On the other hand, the guaranty creditors stood to lose nothing but time if an injunction is granted – and not much time at that.  The BOKF and UMB actions, set for trial on March 14, would merely be delayed for a brief period after the examiner submits his initial report.  If there has been no resolution of the bankruptcy and the injunction expires, BOKF and UMB would be free to pursue their actions.  The guaranty creditors identify no particular harm from a short delay. Id. at 455.

In In re Acis Capital Management, L.P., 604 B.R. 484 (N.D.Tex.2019), the court noted that while the Fifth Circuit forbid the discharge of the debts or nondebtors, “[t]he impropriety of a permanent injunction does not necessarily extend to a temporary injunction of third-party actions.” Id. at 525 (citing to In re Zale Corp., 62 F.3d at 761.)  It noted that Zale provided a non-exhaustive list of “unusual circumstances” that might justify such an injunction: “1) when the nondebtor and the debtor enjoy such an identity of interests that the suit against the nondebtor is essentially a suit against the debtor, and 2) when the third-party action will have an adverse impact on the debtor’s ability to accomplish reorganization.” Id. 

In Acis Capital, the bankruptcy court expressly found that the Temporary Injunction was a “critical component of the Plan,” and that “[t]he Temporary Plan Injunction [was] essential to [Acis’] ability to perform the Plan.”

HCLOF has twice demanded that Acis effect an optional redemption of the CLOs, and its directors testified that it will do so again if given the chance.  The bankruptcy court found that an optional redemption would be an economically “[ir]rational” transaction that would serve as the last step in Highland’s “intentional scheme to keep assets away from Mr. Terry as a creditor.”  It further found that if HCLOF succeeds in forcing an optional redemption, Acis “[will] have no going concern value,” and “Terry will be precluded from reorganizing the business and paying creditors” in accordance with the Plan.  Thus the Temporary Injunction enjoins third-party conduct that would adversely impact the ability of Acis to reorganize. These are unusual circumstances that justify the bankruptcy court’s Temporary Injunction.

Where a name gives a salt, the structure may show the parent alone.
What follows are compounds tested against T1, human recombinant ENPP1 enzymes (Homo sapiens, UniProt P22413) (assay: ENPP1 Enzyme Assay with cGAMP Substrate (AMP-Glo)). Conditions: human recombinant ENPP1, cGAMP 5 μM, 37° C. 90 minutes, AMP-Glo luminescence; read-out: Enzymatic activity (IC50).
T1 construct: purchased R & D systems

Acis Capital also addressed the Supreme Court’s decision of Stern v. Marshall, 564 U.S. 462 (2011).  It noted that whatever the precise contours of Stern, it only concerns the power of a bankruptcy court to enter a “final judgment” on certain causes of action. Id. at 527.  It noted that when a bankruptcy court exercises powers that is independent of its authority to enter a final judgment on a claim – “e.g., when it makes use of its authority under §105(a) to issue a temporary plan injunction – Stern simply does not apply. Id. (citing to In re Yellowstone Mountain Club, LLC, 646 Fed.Appx. 558, 558-59 (9th Cir.2016) (per curiam) (holding that Stern did not apply because “the bankruptcy court issued a preliminary injunction [pursuant to Section 105(a)], not a final judgment”)

The Temporary Injunction does not “withdraw from judicial cognizance any matter” of any kind whatsoever.  Instead, it temporarily enjoins a number of parties and non-parties from taking any action * * * *To the extent that the Temporary Injunction affects any legal claims, it does not prevent an Article III court from entering a final judgment on those claims after the Temporary Injunction is lifted. In other words, it has no res judicata effect on those claims.

Id. at 528.

Finally, Acis Capital stated that when a bankruptcy court issues a temporary injunction under Section 105(a), the court must also consider the four-prong preliminary injunction test.  The factors are (1) a substantial likelihood of success on the merits, (2) a substantial threat of irreparable injury if the injunction is not issued, (3) that the threatened injury if the injunction is denied outweighs any harm that will result if the injunction is granted, and (4) that the grant of an injunction will not disserve the public interest.  In this case, all of the factors were satisfied.

The first factor, when applied to a temporary plan injunction, turns on whether the reorganization plan is likely to succeed.  In this regard, the bankruptcy court separately determined that the Plan was feasible, and that the Plan was substantially likely to succeed. Id. at 529.  With respect to the second factor, it noted that the bankruptcy court did not clearly err in finding that, without the Temporary Injunction, Acis faced a substantial threat of irreparable injury: specifically, “evisceration of the Acis CLOs, by parties with unclean hands.”  It stated that without the Temporary Injunction, Acis will had no opportunity to reorganize instead of liquidate – and, as the Code contemplated, the debtor should be given the opportunity to successfully reorganize.  To deny Acis the chance to reorganize would be to subject it to a substantial threat of irreparable injury.  With respect to the fourth factor, the bankruptcy court did not clearly err in finding that the public interest favors an injunction.  “The public has an interest in allowing businesses to reorganize instead of liquidate.” Id. at 529.


Matthew T. Gensburg